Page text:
Yesterday in protest to the terrible weather and the cold we loaded up the kids, snotty ones too and got our toes painted and decorated and scrubbed and loofa'd in preparation for flip flop weather even if it never happens.  I picked "Big Apple Red" because I needed a pick me up until the sun decides to stay out permanently. 

And today we will make Irish soda bread and stay inside, warm and dry.

Thursday, March 13, 2014

3 Nipples

And now to the bizarre, the macabre, the wild, the scandalous and the outrageous.  I met a lady the other day, no names because that would not be nice, who recently had a baby and is nursing.

She told me she has 3 nipples to which I told her to stop lying, it was not true.  She pulled her shirt down and showed me, it is under her arm and when her milk lets down she drips milk out of her 3rd nipple.  I saw it myself otherwise I would not have believed it. 

And when her milk comes in, it makes it hard and uncomfortable for her to put her arm down against her body.

Carry on.

Eating Disorder

We got this puppy about a month after moving here.  I personally feel like I rescued her from a life of dog fighting, breeding, worms, puppy prison, missed meals, doggy abuse, cold weather and more.  Anyway she is now a year and a half and overall a very cute and smart dog.  I always say that she is smarter at a year than Sally is at twelve years but that is because she has thirty five dog breeds in her and he only has one.  And she is a great puppy the only bad thing is that she is food crazy.  She can eat and eat and eat.  When she was really little she would pass out eating her food because she would stuff all her food into her mouth and it would catch in her throat and she would retch and gag because she wanted so badly to eat but she couldn't breathe.

About a year ago I came home and my beautiful ficus plant had no leaves on it.  Not a single one.  They were all gone - it was like the poltergeist of houseplants had sucked every single leaf off the plant and ate everything down to the stem and left nothing behind.  I found no leaves on the carpet no leaves on the floor and nothing that would indicate where the leaves had gone.  They were just gone and only a stem left.  It was really odd.  Marcko was lethargic for the rest of the day but then she bounced back and was fine.  I wondered if she had eaten them but I found no evidence.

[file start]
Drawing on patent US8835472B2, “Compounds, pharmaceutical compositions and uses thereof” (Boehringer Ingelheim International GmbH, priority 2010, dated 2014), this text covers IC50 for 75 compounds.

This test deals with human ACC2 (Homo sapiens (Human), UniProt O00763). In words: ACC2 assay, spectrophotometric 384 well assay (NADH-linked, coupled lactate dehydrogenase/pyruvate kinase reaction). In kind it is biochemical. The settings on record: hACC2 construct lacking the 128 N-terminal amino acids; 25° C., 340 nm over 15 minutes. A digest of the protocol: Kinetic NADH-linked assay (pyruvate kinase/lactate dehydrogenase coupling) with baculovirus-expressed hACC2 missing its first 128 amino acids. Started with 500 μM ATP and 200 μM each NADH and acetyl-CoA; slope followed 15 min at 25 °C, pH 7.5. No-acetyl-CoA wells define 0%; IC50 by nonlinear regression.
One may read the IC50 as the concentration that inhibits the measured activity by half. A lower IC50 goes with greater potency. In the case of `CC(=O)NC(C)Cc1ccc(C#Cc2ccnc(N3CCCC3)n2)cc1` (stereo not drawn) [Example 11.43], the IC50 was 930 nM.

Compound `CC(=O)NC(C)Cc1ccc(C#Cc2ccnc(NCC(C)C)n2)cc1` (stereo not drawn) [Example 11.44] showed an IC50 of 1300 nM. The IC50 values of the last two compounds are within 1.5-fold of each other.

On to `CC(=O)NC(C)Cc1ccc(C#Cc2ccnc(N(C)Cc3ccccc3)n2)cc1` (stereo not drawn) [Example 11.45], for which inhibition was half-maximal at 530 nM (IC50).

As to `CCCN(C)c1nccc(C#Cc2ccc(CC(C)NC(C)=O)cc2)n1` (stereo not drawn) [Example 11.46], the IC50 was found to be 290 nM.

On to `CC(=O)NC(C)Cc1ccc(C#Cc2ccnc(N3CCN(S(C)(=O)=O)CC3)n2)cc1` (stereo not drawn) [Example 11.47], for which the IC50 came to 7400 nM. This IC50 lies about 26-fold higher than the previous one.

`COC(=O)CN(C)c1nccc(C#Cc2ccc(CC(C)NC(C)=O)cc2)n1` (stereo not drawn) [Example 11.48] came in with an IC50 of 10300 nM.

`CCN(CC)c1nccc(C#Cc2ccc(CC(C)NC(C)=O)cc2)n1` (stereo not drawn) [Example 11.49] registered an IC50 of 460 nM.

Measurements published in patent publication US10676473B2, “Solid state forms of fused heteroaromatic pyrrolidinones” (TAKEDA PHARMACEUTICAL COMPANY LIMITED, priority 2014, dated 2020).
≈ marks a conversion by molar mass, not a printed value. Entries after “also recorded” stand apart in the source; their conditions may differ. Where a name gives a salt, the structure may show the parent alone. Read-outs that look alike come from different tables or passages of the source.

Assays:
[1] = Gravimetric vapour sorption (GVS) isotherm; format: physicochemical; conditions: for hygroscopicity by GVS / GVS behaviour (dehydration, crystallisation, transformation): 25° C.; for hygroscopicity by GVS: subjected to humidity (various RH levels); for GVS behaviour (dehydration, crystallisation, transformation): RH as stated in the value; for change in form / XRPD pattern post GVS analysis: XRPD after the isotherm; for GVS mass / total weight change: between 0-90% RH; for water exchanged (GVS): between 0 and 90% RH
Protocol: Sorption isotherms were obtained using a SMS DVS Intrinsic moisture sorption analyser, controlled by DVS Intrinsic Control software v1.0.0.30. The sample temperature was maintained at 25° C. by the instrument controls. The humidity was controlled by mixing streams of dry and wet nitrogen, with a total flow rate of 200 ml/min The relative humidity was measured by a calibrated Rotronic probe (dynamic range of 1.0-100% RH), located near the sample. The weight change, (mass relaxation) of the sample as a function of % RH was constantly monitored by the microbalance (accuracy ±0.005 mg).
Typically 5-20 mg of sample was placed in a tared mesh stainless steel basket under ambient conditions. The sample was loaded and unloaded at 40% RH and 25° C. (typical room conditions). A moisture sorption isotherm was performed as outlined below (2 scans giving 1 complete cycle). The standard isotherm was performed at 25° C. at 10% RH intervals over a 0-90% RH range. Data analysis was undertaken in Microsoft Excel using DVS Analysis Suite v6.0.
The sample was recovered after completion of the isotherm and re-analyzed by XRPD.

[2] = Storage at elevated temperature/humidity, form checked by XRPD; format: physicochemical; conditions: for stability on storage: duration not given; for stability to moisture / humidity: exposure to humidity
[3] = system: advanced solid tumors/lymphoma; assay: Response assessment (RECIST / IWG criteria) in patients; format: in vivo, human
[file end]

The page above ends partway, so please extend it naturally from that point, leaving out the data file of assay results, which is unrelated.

Today I came out of my bedroom where I had been working on the computer to take a break and to vacuum the living room (did you get that?  a break in my day involves vacuuming the living room) and the avocado tree that I had started from seed and that was now 3 feet tall with big lush leaves (maybe 6 or 8) was shredded.  Not a single leaf anywhere and Marcko was laying in her crate with a very guilty and sick to her stomach look on her face if dogs can have sick to their stomach looks on their little furry faces.

I can't be mad at her - I should have put the avocado tree somewhere else like up on a high shelf since I know that she likes socks, squinkies, zinkies, erasers, pens, pencils, paper, stuffed animals, glasses, houseplants, dirt and other things besides food.  I'm tempted to send her to the Betty Ford Center but I don't think they accept dogs.

Wednesday, March 5, 2014


Gabe bought me a tablet for Christmas a year and 2 months ago.  I didn't really like it at first and I thought how interesting that he bought a tablet for me that was really a present for himself in disguise but after moving to Pittsboro and living in the woods I came to love that tablet like a child.  I caressed it, I talked to it, I nurtured it, I slept next to it, it was the first thing I saw in the morning and the last thing I saw at night.  I also used it all the time.